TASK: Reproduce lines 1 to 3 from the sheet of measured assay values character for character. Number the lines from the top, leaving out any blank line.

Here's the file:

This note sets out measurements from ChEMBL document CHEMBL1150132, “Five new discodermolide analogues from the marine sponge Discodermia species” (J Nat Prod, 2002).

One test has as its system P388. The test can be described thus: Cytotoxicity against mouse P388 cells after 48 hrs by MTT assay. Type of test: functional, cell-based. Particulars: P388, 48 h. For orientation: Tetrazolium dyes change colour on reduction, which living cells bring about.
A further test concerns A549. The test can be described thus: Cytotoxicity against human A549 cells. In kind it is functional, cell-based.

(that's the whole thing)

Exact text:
This note sets out measurements from ChEMBL document CHEMBL1150132, “Five new discodermolide analogues from the marine sponge Discodermia species” (J Nat Prod, 2002).

One test has as its system P388. The test can be described thus: Cytotoxicity against mouse P388 cells after 48 hrs by MTT assay. Type of test: functional, cell-based. Particulars: P388, 48 h. For orientation: Tetrazolium dyes change colour on reduction, which living cells bring about.
A further test concerns A549. The test can be described thus: Cytotoxicity against human A549 cells. In kind it is functional, cell-based.